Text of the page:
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Beth And Chrissi Do Kid-Lit 2019 – SEPTEMBER READ – I Capture The Castle by Dodie Smith

By Bibliobeth @bibliobeth1

Beth And Chrissi Do Kid-Lit 2019 – SEPTEMBER READ – I Capture The Castle by Dodie Smith

What’s it all about?:

‘I write this sitting in the kitchen sink…’

This is the diary of Cassandra Mortmain, which tells of her extraordinary family and their crumbling castle home. Cassandra’s father was once a famous writer, but now he mainly reads detective novels while his family slide into genteel poverty. Her sister Rose is bored and beautiful, and desperate to marry riches. Their step-mother Topaz has habit of striding through the countryside wearing only her wellington boots. But all their lives will be soon be transformed by the arrival of new neighbours from America, and Cassandra finds herself falling in love…

What did I think?:

Apologies for the late posting of our September kid-lit! Both Chrissi and I have been so busy with normal life events that it’s been difficult to read, write and schedule our regular monthly posts. I am however looking forward to telling you all about my experience of I Capture The Castle as it’s been a book that has languished on my shelves for some years now and I never seem to have had the time or will to get round to reading it before now. As you can see from the image above in my post, this particular edition was too gorgeous to resist and once I saw it, I knew I had to have it. What can I say? I’m a sucker for pretty books. Did the inside match the inside? Generally, yes but to be perfectly honest, I think I would have benefited from reading this book a lot earlier in my life, perhaps as a young teenager.

Beth And Chrissi Do Kid-Lit 2019 – SEPTEMBER READ – I Capture The Castle by Dodie Smith

Dodie Smith, author of I Capture The Castle.

I Capture The Castle is quintessentially, a coming of age story that follows our female protagonist, Cassandra and her journal entries as she attempts to capture on paper both the castle that she lives in, and the everyday life of its inhabitants and the people that come to visit. We hear in glorious detail about the eccentricities of her step-mother Topaz, an artist’s model who prefers to be nude rather than clothed, a quirk that is absorbed quite normally into daily life within the castle. Then there is Cassandra’s older sister Rose, who is determined to marry and lift herself out of the poverty that the family has become accustomed to, no matter if she loves the man in question or not. One of the most interesting characters for me was the father, a famous author who wrote one successful book and has had writers block ever since, mostly isolating himself from the rest of the household and enjoying detective stories and crossword puzzles. Finally, we learn about Stephen who is not related to the rest of the family but is a son of a former servant and the younger brother, Thomas who plays a rather quieter role in the proceedings.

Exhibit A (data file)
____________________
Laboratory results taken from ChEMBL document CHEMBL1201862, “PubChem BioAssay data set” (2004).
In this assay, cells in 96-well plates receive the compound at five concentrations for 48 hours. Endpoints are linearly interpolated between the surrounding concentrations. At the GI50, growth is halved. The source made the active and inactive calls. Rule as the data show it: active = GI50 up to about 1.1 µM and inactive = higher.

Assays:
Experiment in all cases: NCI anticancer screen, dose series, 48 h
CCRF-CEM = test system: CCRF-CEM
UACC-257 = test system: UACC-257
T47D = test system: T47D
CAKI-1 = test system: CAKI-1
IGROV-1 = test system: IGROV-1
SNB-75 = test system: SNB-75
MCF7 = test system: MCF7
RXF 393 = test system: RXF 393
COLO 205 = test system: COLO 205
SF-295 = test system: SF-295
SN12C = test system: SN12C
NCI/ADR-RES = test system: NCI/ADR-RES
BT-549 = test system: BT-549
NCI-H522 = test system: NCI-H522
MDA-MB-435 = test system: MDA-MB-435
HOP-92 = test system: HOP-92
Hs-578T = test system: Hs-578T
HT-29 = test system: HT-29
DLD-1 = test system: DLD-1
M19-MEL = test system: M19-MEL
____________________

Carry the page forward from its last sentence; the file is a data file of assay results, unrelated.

There were so many things to like about this novel and I guess that’s why I’m struggling with my rating slightly. I adored the setting – mid 1930’s England and of course, the castle which almost becomes a character in its own right. Alongside this, the “human” characters of the piece were drawn wonderfully. They were such an eclectic, interesting mix and I never felt as if I could predict what any one of them might do next. Occasionally, they were infuriating and I didn’t understand why they made the choices they did but for myself as a reader, it was an endlessly fascinating voyage of discovery. I don’t really have any particular criticisms to make, there’s nothing very much to dislike at all and as a debut novel, it’s an extraordinary piece of work.

The reason I’ve plumped for the rating that I have (and believe me, I’ve been back and forth between three stars and four) is that at points, I loved everything Dodie Smith was doing – particularly with the characterisation. At other points, I didn’t connect with it as much as I would have liked and it felt as if I was waiting for something that didn’t end up materialising. I fully believe that if I had read it when I was younger, I would have got so much more from the experience and my rating would have been higher but reading it for the first time as an adult? It was a case of right book, wrong time. This does NOT take away from the fact that it’s a wonderful read that I would highly recommend.

For Chrissi’s fabulous review, please see her blog HERE.

Would I recommend it?:

But of course!

Star rating (out of 5):

3-5-stars

COMING UP ON OCTOBER IN BETH AND CHRISSI DO KIT-LIT: Just So Stories by Rudyard Kipling

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